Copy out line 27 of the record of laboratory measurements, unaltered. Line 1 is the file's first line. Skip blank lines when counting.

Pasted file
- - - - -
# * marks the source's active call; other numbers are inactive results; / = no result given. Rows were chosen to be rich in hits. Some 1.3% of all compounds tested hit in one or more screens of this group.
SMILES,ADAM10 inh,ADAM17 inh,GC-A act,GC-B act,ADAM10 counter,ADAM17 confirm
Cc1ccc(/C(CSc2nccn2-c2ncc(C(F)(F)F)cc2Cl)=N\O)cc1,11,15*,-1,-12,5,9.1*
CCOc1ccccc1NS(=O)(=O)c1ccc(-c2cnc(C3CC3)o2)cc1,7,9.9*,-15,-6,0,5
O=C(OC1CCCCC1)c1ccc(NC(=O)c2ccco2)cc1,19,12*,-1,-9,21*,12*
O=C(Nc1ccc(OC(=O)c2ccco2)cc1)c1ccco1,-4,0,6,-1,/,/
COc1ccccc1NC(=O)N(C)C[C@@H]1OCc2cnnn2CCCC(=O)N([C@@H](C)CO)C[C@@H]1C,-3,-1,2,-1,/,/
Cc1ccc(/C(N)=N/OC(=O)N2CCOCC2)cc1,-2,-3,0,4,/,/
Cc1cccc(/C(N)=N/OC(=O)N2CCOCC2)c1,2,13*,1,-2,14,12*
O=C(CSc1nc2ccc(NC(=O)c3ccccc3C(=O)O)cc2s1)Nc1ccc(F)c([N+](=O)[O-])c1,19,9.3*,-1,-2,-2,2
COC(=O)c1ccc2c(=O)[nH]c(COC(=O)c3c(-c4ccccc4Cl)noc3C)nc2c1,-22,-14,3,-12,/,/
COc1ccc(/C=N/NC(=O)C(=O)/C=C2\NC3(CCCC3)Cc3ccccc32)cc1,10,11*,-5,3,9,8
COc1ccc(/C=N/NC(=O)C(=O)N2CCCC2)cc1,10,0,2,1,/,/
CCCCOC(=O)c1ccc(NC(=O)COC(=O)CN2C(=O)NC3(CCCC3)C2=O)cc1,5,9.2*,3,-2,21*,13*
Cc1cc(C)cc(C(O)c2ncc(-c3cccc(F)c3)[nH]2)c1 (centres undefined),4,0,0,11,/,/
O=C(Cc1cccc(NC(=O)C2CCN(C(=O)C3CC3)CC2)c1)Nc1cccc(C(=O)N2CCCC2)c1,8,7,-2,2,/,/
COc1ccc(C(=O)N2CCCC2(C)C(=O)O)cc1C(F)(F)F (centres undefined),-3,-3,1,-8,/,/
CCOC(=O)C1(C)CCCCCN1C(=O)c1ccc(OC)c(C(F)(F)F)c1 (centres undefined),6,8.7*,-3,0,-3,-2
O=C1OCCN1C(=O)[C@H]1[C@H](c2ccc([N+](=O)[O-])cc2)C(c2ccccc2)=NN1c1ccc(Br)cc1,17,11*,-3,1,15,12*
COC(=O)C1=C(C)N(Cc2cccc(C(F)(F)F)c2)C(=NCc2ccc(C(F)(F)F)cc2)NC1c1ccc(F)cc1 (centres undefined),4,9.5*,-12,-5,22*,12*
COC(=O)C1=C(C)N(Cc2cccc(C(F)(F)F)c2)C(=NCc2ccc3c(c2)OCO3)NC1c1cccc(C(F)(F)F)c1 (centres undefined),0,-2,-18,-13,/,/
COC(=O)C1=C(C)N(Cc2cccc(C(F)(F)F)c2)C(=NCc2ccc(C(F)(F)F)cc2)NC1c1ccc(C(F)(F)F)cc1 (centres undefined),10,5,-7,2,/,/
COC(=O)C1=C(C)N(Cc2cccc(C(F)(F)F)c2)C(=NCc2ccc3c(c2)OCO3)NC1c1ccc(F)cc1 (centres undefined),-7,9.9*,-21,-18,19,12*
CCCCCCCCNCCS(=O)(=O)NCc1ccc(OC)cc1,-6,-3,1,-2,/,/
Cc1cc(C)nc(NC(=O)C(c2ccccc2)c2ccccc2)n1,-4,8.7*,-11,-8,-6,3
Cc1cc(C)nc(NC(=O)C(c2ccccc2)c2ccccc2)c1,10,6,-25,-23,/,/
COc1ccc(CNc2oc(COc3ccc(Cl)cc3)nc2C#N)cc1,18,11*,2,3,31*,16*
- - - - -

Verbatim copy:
COc1ccc(CNc2oc(COc3ccc(Cl)cc3)nc2C#N)cc1,18,11*,2,3,31*,16*